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The key is to separate the various meanings of symbols. '-' has a number of different meanings. In algebra, it can be a unary or a binary operator.

As a unary operator, '-' represents the operation of "opposite": -x is the opposite of x.

As a binary operator, '-' represents the operation of "subtraction": x - y is the operation of subtracting y from x.

There is no value attached to "opposite".

You seem to have a value attached to addition and subtraction: addition:good, subtraction:bad. I can't help you there, you have to learn to separate domains by, every time you catch yourself making the association, consciously telling yourself that's not right. Eventually you just won't make the association.

One way to think about positive and negative charge is that they are related to clockwise and counter-clockwise rotation. But notice that if you look at a rotating disk from the other side, clockwise and counter-clockwise trade places. So there is not a preferred sense of rotation: there are just two opposite senses of rotation. You can choose to associate the words "positive", "clockwise" and "right-handed" to one of them and "negative", "counterclockwise" and "left-handed" to the other.

Now, if you accept as a given that net charge has energy, then you will see that putting together two similar charges will have more energy than putting together two dissimilar charges. That is: n + m or n + m have more energy than n + m. Mechanical forces tend to go towards lower energy states, so it follows that similar charges don't like to be together (more energy) and dissimilar charges do like to be together (less energy).

It'd be nice if the battle were only against the right wingers, not half of the left on top of that — François in Paris

by Migeru (migeru at eurotrib dot com) on Sun Mar 23rd, 2008 at 10:48:21 AM EST
[ Parent ]
putting together two similar charges will have more energy than putting together two dissimilar charges.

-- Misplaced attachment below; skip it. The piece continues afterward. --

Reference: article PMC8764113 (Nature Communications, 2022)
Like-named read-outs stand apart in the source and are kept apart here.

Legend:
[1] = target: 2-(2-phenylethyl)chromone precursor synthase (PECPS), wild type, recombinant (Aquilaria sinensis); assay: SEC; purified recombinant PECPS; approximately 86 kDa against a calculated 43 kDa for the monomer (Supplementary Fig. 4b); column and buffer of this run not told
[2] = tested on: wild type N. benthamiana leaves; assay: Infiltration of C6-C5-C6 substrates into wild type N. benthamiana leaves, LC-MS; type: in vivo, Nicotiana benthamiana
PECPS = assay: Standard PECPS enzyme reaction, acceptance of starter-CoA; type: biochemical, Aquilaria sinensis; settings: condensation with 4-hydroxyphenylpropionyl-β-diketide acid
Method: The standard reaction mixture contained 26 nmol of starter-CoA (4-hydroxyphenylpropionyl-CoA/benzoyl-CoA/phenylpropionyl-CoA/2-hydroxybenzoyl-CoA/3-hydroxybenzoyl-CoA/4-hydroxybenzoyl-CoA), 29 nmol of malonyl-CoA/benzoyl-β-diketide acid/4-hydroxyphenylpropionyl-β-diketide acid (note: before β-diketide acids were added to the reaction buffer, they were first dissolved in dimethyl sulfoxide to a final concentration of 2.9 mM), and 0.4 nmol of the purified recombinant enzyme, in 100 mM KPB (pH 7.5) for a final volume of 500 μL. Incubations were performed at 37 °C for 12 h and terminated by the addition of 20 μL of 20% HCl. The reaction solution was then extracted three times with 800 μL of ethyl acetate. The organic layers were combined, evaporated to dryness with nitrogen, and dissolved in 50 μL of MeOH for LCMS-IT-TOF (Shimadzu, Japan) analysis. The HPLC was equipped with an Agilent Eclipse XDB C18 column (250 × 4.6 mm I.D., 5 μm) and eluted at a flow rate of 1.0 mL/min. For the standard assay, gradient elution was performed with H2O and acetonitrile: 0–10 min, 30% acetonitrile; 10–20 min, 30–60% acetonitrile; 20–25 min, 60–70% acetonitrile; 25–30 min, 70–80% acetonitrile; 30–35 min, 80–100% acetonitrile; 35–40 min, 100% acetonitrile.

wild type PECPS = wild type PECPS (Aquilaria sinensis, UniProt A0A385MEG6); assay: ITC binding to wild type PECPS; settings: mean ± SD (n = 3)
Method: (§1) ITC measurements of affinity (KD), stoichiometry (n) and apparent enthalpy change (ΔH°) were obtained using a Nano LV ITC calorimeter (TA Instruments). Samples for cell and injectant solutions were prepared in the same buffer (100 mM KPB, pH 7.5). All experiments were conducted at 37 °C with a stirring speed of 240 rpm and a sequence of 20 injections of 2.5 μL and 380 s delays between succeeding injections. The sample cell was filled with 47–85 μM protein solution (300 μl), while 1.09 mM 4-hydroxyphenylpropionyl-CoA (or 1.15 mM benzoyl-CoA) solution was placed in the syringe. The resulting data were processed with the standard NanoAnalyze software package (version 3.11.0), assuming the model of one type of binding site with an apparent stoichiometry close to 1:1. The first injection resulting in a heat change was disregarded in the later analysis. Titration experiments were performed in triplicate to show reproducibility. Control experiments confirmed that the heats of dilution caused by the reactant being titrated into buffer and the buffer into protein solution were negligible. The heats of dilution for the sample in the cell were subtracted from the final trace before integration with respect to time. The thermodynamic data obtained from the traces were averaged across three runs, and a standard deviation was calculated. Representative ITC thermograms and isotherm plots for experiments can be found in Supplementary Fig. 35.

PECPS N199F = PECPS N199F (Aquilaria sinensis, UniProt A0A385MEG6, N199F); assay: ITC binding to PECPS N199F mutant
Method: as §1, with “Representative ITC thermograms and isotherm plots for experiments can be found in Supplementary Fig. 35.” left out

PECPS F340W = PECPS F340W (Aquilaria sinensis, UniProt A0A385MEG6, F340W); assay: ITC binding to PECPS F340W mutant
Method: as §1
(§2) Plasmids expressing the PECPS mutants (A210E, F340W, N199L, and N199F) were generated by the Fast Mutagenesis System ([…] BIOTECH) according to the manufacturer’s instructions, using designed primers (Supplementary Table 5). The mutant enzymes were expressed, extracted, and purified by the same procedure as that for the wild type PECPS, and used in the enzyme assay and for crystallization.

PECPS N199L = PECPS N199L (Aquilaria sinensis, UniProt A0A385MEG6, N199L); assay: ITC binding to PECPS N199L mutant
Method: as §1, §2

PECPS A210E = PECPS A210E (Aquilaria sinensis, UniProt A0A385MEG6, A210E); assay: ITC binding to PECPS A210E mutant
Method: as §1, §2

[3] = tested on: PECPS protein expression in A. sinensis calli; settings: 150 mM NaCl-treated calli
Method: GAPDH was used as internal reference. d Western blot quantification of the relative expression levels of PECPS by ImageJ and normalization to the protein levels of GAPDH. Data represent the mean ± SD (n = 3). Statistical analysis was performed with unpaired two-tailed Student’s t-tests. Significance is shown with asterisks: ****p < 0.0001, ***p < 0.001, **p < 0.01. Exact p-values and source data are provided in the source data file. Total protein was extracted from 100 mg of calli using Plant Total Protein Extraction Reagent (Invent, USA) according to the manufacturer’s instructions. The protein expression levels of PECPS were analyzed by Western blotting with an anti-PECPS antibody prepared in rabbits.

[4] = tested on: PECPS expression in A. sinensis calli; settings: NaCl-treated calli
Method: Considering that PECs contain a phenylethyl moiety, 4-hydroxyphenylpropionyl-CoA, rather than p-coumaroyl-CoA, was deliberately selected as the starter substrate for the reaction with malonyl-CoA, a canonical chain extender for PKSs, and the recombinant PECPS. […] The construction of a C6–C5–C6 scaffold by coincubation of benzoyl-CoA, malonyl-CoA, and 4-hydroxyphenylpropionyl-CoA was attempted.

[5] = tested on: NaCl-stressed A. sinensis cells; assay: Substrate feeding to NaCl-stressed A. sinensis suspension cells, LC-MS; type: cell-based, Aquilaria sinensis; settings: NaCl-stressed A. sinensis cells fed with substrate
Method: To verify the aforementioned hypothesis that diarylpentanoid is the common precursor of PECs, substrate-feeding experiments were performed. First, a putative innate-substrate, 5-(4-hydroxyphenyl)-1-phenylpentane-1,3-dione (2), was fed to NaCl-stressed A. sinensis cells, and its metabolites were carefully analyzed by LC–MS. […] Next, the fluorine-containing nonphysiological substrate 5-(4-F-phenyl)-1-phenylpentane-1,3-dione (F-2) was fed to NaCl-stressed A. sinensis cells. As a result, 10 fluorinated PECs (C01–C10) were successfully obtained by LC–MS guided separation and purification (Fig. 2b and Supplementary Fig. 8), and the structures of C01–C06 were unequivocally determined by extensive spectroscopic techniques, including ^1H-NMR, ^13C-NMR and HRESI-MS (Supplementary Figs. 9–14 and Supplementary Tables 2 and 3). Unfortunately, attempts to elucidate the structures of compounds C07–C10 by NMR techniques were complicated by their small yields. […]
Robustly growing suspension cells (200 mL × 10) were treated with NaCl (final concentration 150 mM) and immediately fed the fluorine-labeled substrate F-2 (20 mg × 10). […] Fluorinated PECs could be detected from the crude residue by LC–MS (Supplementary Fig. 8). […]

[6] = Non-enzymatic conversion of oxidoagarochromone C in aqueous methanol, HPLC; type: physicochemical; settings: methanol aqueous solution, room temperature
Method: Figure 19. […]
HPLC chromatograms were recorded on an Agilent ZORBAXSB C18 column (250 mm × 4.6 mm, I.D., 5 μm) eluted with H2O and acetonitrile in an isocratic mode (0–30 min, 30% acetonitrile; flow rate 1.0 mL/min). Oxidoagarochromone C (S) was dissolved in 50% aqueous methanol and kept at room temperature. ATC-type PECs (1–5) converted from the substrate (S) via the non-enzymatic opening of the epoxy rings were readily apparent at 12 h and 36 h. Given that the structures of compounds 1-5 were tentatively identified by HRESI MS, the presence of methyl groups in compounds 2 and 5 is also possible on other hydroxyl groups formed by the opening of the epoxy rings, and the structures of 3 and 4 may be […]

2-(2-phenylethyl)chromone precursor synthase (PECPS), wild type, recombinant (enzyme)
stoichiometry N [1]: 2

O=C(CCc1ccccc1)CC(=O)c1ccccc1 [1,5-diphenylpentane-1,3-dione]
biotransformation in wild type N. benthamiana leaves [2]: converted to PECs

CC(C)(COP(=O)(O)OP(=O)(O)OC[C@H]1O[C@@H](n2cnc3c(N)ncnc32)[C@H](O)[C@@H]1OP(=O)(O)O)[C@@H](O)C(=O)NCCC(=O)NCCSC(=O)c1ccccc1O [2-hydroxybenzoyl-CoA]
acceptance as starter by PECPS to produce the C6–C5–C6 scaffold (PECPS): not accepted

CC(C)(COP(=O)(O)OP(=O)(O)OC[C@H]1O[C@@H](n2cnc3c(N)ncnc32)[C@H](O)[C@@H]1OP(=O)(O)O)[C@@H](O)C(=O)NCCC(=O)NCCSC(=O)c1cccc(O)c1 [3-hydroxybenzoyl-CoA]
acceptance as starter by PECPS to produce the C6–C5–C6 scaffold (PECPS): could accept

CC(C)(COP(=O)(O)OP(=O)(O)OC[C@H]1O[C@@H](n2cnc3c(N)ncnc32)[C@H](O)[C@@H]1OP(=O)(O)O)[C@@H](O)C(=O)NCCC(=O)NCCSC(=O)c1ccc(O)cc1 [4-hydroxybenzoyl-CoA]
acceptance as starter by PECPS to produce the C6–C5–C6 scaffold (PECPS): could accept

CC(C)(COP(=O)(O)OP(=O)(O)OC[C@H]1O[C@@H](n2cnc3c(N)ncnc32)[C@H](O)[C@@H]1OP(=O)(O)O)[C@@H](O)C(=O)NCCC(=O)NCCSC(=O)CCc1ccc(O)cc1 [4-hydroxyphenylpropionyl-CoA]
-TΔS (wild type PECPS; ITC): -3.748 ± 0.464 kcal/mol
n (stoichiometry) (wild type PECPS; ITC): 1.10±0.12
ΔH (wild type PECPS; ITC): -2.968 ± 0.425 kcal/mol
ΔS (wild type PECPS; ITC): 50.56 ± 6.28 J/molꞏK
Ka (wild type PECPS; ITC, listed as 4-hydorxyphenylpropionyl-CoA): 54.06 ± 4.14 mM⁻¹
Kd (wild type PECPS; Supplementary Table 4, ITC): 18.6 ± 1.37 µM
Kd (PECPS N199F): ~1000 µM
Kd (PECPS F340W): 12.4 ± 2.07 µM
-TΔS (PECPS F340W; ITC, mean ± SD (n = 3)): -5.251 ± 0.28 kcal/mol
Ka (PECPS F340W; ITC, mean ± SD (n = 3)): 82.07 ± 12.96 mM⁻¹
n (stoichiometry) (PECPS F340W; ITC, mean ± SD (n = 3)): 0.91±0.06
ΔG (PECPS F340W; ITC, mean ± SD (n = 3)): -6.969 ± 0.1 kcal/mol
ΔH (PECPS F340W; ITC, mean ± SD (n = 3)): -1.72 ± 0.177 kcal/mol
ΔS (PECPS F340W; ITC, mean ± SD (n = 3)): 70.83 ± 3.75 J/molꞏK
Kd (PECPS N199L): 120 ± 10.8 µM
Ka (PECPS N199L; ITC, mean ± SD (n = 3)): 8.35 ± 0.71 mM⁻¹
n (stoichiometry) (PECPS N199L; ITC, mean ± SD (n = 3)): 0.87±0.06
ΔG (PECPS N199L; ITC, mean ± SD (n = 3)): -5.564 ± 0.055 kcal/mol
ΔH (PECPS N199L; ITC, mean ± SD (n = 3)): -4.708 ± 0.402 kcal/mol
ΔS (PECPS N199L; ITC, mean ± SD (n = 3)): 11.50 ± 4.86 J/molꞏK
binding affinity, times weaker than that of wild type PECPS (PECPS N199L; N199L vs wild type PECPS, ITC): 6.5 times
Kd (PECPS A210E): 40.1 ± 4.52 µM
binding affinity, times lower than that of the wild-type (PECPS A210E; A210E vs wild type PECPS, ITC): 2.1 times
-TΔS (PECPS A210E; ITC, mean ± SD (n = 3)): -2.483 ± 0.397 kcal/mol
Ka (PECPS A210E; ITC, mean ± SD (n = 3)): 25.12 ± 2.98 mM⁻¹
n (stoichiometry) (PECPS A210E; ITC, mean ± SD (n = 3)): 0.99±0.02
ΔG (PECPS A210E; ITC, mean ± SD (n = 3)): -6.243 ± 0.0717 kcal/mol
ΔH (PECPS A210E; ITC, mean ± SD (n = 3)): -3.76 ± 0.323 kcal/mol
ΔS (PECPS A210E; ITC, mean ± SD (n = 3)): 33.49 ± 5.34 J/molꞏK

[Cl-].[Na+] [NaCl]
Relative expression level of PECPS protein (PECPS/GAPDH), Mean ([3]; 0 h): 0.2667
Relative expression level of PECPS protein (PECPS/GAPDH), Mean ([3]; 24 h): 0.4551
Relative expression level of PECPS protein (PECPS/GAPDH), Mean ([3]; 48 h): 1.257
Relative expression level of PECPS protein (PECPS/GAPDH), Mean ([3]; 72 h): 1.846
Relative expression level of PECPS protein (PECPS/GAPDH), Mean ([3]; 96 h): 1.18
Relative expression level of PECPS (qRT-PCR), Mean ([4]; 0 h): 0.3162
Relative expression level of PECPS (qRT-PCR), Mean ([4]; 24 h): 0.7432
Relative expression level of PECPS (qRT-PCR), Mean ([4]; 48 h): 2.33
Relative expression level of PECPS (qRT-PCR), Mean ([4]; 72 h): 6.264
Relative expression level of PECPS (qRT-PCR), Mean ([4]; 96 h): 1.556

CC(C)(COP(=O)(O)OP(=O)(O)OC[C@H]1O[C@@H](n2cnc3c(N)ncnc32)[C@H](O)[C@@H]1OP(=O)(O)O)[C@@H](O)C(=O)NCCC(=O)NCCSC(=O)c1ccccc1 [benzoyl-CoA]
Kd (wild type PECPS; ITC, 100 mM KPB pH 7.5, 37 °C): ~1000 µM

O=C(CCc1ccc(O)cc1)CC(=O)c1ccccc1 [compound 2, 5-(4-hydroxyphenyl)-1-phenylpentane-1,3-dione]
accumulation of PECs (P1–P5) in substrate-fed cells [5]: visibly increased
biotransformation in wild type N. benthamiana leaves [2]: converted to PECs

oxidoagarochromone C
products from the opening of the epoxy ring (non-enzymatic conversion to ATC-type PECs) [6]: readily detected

Okay...but...(I have a horrible feeling I'm about to fall into the deep end)...

net charge has energy

single charge = energy.  Two charges interact and the result (the net) = energy (maybe reduced or amplified--more or less energy)

Opposite charges cancel out (less energy); same charges amplify...

...so it's not that two similar charges (two negative charges, say) repulse each other--it's that they generate more energy, energy which seeks to dissipate into the anti-itself sink of either nothingness (escape into emptiness of space > move away > e.g. heat radiation?  Ach...surely not) or--even better--to fly towards that which will suck energy out of it--

So 'negative' energy (or A energy) finds energy is sucked out of it by 'positive' energy (B energy) and vice versa, such that A + A is more energy, more instability, more energy needs to escape, while A + B means less energy, somehow the energy cancels out, A can absorb B energy and B can absorb A energy--

?

(I'm still missing something.)

Don't fight forces, use them R. Buckminster Fuller.

by rg (leopold dot lepster at google mail dot com) on Sun Mar 23rd, 2008 at 11:01:18 AM EST
[ Parent ]
Okay, assume that the energy of a charge inside a small volume goes as the square of the charge.

Then, 2 = 1 + 1 has an energy of 4, and 2 = 1 + 1 has an energy of 4 as well. But 0 = 1 + 1 has an energy of 0.

The energy of 1 or 1 is 1. If two unit charges are very widely spatially separated, than their joint energy is 1 + 1 = 2, regardless of the signs.

But if the two charges are together, the energy can be 4 if they are similarly charged or 0 is they are oppositely charged.

So, similar charges will increase their energy if brought together, and opposite charges will decrease their energy if brought together. Mechanics then dictates that opposite charges attract and similar charges repel.

Note how I avoided the use of the '-' sign by recourse to underlining.

It'd be nice if the battle were only against the right wingers, not half of the left on top of that — François in Paris

by Migeru (migeru at eurotrib dot com) on Sun Mar 23rd, 2008 at 11:09:21 AM EST
[ Parent ]

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